And with combustion power.
Mini recently unveiled the all-new Cooper EV, and we think it might be the best Mini since the Alec Issigonis original. If you don't agree with that assessment, you can always wait for the five-door, JCW, and convertible models, all of which have been confirmed.
Mini only introduced the two-door hatch as an electric model, but the good news is that ICE models are on the way. We've already seen spy shots of the gas-powered John Cooper Works model, but the CarBuzz paparazzi recently shot the first images of the promised drop-top.
Straight off the bat, we can see that Mini stuck with the same basic roof structure as the current Cooper Convertible. And why not? It works perfectly well, and because it's a fabric top, the Mini's rear-end doesn't have an oversized butt like so many convertibles with folding metal roofs.
We do hope Mini has done something about the tiny trunk. The outgoing model only has 5.7 cubic feet of cargo capacity, and with the roof down, that's even less. At least the new model still has rear seats, so you can always pile your junk in there.
As for the design, it will likely look the same from the front, but the rear taillight clusters appear to be different from the triangular look found on the EV. This could just be a clever use of camouflage, however.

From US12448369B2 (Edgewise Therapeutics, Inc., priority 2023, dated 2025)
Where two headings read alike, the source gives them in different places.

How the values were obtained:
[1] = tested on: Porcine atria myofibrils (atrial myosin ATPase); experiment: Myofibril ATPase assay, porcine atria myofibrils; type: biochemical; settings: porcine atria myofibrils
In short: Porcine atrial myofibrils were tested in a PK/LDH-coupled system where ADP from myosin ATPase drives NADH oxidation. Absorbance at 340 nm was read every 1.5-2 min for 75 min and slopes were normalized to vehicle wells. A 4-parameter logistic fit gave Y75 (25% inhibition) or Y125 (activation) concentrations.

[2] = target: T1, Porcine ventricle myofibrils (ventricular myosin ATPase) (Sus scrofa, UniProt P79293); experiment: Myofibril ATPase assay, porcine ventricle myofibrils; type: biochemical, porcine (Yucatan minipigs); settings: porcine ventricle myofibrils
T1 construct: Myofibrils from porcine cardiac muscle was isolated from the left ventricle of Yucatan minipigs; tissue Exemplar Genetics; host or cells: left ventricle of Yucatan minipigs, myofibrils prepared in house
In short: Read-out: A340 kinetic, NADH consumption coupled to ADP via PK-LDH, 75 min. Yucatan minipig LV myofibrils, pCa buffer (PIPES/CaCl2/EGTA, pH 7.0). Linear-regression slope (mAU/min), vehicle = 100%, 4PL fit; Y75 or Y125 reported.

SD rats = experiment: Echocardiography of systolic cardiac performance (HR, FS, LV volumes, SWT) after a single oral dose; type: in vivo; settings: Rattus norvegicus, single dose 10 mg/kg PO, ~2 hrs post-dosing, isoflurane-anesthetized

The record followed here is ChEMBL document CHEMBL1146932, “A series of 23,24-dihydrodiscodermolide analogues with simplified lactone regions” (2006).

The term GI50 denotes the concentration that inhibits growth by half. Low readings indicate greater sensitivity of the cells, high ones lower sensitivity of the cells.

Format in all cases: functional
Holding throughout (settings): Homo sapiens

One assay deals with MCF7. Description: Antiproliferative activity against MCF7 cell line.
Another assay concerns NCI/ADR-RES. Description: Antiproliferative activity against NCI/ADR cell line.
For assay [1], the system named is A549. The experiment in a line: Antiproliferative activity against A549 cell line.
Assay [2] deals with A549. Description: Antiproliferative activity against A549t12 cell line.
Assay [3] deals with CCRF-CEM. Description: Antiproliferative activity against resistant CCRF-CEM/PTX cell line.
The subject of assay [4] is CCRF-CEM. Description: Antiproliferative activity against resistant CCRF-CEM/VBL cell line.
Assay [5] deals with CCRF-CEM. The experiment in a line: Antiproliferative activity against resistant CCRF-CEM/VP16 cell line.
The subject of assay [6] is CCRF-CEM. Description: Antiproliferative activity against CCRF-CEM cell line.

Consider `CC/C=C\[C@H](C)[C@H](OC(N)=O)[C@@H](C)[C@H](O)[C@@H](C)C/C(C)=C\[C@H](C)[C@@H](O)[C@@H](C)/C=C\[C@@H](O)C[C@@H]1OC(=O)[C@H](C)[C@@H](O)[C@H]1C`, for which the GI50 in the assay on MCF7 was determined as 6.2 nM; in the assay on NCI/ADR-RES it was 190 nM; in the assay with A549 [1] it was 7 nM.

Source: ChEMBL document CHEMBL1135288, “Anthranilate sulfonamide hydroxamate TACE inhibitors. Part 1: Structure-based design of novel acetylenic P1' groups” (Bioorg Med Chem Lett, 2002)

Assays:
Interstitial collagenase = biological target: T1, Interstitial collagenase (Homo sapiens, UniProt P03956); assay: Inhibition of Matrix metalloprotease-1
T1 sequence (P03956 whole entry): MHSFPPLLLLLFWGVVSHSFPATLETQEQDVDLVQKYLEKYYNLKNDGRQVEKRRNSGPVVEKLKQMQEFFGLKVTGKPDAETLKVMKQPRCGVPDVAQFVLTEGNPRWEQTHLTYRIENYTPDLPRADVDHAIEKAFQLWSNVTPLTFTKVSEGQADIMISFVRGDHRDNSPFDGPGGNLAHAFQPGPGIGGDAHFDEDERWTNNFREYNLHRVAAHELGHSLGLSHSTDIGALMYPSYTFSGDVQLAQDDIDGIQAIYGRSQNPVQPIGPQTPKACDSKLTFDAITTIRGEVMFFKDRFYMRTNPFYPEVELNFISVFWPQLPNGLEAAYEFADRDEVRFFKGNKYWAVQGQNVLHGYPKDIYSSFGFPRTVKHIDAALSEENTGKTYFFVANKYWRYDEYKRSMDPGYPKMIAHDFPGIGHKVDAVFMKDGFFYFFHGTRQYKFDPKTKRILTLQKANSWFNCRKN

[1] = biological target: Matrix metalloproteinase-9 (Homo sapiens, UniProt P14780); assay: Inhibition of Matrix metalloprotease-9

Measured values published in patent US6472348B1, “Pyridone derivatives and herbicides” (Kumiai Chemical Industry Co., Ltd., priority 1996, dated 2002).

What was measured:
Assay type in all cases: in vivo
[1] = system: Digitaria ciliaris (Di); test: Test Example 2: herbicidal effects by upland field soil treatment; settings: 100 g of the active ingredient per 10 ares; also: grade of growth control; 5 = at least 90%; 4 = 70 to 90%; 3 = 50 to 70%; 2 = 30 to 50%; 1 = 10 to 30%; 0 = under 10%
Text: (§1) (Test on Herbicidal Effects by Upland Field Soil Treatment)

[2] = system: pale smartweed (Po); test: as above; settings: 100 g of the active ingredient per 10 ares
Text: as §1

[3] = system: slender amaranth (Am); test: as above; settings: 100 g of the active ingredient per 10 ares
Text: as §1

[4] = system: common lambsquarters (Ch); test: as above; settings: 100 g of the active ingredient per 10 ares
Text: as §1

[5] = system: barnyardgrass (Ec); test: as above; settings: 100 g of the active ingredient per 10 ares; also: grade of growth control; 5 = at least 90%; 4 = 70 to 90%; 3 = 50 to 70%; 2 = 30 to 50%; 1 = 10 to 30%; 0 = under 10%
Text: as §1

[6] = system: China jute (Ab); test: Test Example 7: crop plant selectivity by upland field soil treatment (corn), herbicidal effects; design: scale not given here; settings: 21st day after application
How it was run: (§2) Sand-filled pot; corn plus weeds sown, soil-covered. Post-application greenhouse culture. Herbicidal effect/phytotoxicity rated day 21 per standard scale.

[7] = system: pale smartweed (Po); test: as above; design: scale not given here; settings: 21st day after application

Our photographers also managed to snap an image showcasing the same round intelligent infotainment system that debuted on the electric model, which leads us to believe it will be standard fitment in all new Minis going forward.
The best news of all is that this is obviously a gas-powered model. There's a single exhaust outlet in the middle of the car, which is rather unflattering. Still, this is a prototype, and Mini will likely revert back to the famous dual-outlet center exhaust system.
The grille on this particular model hasn't been blocked off, and it has gaping holes in the lower bumper, too. This means there's an engine in there that needs cooling.
We don't see BMW designing new ICE engines for the car, so the existing powertrains will be carried over. This means an entry-level model with a turbocharged triple, a Cooper S with a turbocharged 2.0-liter four-pot, and an all-new JCW model that will probably borrow BMW's most potent turbocharged four-cylinder engine to date.